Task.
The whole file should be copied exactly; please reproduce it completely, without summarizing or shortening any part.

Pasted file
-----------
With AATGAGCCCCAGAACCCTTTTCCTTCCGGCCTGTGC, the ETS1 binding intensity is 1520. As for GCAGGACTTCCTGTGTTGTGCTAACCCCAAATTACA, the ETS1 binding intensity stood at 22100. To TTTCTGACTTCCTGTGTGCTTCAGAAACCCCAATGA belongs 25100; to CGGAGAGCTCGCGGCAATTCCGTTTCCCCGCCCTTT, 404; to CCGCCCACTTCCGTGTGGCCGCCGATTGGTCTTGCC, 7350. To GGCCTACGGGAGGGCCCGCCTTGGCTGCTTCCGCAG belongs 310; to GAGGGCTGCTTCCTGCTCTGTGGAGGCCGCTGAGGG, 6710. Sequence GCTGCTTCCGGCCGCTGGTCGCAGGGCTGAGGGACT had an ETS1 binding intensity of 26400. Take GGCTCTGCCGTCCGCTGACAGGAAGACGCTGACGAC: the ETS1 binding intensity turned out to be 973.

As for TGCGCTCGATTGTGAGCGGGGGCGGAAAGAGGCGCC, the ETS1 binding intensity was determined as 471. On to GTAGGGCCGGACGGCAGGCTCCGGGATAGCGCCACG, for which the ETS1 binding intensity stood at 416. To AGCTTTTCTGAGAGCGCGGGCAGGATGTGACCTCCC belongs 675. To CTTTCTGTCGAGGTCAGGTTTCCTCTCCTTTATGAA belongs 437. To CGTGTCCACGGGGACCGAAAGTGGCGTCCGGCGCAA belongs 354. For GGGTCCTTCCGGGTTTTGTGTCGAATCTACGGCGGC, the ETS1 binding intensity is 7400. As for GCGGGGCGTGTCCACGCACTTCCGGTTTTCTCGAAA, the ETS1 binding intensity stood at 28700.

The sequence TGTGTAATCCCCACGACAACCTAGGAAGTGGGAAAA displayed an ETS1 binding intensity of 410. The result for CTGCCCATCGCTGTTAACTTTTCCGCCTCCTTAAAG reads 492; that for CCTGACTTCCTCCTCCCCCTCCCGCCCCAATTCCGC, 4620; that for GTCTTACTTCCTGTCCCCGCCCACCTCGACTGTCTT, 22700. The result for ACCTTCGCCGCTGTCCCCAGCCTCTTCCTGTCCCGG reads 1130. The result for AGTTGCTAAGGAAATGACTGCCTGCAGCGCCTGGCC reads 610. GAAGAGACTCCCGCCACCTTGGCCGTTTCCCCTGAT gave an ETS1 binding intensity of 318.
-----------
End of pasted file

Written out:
With AATGAGCCCCAGAACCCTTTTCCTTCCGGCCTGTGC, the ETS1 binding intensity is 1520. As for GCAGGACTTCCTGTGTTGTGCTAACCCCAAATTACA, the ETS1 binding intensity stood at 22100. To TTTCTGACTTCCTGTGTGCTTCAGAAACCCCAATGA belongs 25100; to CGGAGAGCTCGCGGCAATTCCGTTTCCCCGCCCTTT, 404; to CCGCCCACTTCCGTGTGGCCGCCGATTGGTCTTGCC, 7350. To GGCCTACGGGAGGGCCCGCCTTGGCTGCTTCCGCAG belongs 310; to GAGGGCTGCTTCCTGCTCTGTGGAGGCCGCTGAGGG, 6710. Sequence GCTGCTTCCGGCCGCTGGTCGCAGGGCTGAGGGACT had an ETS1 binding intensity of 26400. Take GGCTCTGCCGTCCGCTGACAGGAAGACGCTGACGAC: the ETS1 binding intensity turned out to be 973.

As for TGCGCTCGATTGTGAGCGGGGGCGGAAAGAGGCGCC, the ETS1 binding intensity was determined as 471. On to GTAGGGCCGGACGGCAGGCTCCGGGATAGCGCCACG, for which the ETS1 binding intensity stood at 416. To AGCTTTTCTGAGAGCGCGGGCAGGATGTGACCTCCC belongs 675. To CTTTCTGTCGAGGTCAGGTTTCCTCTCCTTTATGAA belongs 437. To CGTGTCCACGGGGACCGAAAGTGGCGTCCGGCGCAA belongs 354. For GGGTCCTTCCGGGTTTTGTGTCGAATCTACGGCGGC, the ETS1 binding intensity is 7400. As for GCGGGGCGTGTCCACGCACTTCCGGTTTTCTCGAAA, the ETS1 binding intensity stood at 28700.

The sequence TGTGTAATCCCCACGACAACCTAGGAAGTGGGAAAA displayed an ETS1 binding intensity of 410. The result for CTGCCCATCGCTGTTAACTTTTCCGCCTCCTTAAAG reads 492; that for CCTGACTTCCTCCTCCCCCTCCCGCCCCAATTCCGC, 4620; that for GTCTTACTTCCTGTCCCCGCCCACCTCGACTGTCTT, 22700. The result for ACCTTCGCCGCTGTCCCCAGCCTCTTCCTGTCCCGG reads 1130. The result for AGTTGCTAAGGAAATGACTGCCTGCAGCGCCTGGCC reads 610. GAAGAGACTCCCGCCACCTTGGCCGTTTCCCCTGAT gave an ETS1 binding intensity of 318.